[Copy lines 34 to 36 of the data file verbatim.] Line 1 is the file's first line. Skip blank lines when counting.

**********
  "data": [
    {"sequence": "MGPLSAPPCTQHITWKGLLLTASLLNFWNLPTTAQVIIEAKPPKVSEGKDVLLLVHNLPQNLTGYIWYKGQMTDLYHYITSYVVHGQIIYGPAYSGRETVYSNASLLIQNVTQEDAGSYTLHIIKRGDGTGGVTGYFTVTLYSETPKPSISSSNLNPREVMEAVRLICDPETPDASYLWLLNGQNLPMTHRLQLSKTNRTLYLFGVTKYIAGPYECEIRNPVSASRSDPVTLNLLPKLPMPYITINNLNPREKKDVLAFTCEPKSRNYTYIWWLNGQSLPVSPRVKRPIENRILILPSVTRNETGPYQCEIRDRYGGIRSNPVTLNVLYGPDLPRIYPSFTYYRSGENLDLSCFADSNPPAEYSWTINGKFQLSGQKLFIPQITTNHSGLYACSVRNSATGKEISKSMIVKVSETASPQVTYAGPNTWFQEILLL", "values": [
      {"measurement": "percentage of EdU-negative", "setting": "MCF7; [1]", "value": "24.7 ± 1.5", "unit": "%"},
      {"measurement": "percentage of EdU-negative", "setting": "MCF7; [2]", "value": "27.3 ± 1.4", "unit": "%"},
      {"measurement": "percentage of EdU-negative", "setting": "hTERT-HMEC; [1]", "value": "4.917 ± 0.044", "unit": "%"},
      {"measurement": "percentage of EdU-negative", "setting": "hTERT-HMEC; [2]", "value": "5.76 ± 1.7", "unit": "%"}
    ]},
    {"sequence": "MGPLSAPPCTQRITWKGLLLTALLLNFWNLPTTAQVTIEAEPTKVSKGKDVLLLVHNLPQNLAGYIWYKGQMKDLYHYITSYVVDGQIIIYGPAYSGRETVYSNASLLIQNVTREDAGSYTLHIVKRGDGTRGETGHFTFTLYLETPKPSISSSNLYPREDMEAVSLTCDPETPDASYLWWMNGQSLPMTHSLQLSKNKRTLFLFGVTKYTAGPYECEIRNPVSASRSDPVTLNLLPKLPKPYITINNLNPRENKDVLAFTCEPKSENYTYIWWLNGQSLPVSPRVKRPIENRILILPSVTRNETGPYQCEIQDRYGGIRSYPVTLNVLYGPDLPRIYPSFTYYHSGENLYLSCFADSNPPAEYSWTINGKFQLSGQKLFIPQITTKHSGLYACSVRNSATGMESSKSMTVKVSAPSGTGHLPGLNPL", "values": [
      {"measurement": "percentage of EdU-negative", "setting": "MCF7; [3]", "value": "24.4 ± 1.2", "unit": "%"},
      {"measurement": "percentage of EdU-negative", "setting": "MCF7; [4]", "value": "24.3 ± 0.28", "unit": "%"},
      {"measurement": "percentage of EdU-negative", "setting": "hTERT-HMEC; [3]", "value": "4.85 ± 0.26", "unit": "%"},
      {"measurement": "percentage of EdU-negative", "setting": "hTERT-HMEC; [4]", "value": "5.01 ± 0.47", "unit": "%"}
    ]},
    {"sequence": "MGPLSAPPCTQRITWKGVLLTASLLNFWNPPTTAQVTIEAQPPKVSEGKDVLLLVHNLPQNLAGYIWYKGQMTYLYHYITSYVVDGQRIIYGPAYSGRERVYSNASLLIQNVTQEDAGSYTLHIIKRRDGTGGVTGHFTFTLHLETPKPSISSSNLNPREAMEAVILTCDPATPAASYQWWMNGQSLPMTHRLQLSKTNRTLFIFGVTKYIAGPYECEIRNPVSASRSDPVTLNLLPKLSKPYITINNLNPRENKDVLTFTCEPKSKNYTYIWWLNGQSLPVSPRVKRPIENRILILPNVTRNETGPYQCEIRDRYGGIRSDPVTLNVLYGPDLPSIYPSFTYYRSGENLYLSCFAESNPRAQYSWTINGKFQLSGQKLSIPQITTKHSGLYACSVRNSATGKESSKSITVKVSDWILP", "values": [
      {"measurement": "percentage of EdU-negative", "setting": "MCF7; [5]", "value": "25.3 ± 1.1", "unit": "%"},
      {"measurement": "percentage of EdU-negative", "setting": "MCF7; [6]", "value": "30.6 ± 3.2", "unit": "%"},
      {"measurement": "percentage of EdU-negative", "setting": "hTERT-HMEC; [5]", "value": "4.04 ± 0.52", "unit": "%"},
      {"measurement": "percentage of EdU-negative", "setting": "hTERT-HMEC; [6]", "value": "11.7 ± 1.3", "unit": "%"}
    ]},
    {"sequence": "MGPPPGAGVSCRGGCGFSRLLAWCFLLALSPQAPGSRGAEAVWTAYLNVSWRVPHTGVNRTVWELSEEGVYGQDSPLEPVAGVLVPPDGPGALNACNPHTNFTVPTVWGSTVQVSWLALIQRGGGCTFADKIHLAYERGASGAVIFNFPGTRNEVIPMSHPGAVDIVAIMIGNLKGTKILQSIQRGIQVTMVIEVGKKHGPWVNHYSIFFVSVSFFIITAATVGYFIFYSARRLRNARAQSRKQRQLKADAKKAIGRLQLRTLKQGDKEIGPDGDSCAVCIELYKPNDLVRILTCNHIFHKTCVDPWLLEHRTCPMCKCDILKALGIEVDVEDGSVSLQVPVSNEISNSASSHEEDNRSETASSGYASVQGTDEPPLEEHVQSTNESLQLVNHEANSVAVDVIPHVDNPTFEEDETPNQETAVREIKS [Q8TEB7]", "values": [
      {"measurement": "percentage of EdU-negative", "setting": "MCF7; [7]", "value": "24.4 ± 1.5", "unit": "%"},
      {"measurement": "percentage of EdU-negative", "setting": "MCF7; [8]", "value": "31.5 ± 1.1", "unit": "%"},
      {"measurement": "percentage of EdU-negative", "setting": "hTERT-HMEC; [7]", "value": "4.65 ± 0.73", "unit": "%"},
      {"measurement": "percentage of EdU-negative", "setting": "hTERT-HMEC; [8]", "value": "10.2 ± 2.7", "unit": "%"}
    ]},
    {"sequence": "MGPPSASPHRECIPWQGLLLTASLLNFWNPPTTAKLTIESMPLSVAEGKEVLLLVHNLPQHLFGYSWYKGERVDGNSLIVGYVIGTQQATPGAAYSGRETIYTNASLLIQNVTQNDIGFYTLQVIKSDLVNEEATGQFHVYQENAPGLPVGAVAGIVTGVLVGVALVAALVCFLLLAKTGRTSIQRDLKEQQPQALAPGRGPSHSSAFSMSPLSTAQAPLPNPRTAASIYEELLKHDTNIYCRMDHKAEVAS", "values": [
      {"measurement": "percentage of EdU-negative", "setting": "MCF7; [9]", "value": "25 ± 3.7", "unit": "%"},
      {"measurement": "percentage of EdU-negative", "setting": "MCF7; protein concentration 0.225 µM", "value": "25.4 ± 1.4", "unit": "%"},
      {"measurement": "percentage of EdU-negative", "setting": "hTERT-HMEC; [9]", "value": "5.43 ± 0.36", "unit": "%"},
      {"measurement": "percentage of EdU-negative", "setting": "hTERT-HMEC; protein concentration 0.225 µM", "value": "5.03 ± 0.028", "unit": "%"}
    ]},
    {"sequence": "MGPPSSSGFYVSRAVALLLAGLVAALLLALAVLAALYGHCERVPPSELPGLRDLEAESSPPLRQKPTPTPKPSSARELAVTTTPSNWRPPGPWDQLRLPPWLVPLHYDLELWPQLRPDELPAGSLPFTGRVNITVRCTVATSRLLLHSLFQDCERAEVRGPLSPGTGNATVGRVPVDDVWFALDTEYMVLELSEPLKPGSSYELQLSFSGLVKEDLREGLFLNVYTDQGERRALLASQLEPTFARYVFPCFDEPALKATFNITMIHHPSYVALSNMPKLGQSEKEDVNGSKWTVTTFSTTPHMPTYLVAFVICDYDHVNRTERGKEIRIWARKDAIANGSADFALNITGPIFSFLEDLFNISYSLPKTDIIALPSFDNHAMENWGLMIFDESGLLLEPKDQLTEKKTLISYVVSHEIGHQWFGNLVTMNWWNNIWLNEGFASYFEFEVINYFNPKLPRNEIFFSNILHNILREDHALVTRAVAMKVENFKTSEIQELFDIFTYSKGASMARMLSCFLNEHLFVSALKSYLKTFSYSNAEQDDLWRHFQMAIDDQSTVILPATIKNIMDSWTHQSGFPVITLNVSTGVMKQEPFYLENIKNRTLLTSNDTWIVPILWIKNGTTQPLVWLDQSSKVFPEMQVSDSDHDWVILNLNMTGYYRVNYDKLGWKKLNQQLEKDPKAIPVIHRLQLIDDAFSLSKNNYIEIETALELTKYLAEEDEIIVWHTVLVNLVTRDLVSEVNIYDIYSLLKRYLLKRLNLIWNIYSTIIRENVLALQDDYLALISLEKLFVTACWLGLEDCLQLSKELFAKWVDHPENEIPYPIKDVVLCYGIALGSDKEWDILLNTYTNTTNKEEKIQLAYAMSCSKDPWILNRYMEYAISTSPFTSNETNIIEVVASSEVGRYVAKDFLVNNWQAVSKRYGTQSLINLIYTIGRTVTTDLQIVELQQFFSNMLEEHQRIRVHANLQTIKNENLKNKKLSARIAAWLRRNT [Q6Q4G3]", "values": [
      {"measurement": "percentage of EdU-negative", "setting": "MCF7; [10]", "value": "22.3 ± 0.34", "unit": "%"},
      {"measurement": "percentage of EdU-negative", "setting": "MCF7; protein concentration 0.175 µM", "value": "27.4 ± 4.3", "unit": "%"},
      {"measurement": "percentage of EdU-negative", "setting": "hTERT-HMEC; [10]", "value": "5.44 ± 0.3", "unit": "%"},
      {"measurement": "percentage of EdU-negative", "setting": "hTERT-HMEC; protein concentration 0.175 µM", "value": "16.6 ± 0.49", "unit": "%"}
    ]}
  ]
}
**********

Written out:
      {"measurement": "percentage of EdU-negative", "setting": "MCF7; protein concentration 0.175 µM", "value": "27.4 ± 4.3", "unit": "%"},
      {"measurement": "percentage of EdU-negative", "setting": "hTERT-HMEC; [10]", "value": "5.44 ± 0.3", "unit": "%"},
      {"measurement": "percentage of EdU-negative", "setting": "hTERT-HMEC; protein concentration 0.175 µM", "value": "16.6 ± 0.49", "unit": "%"}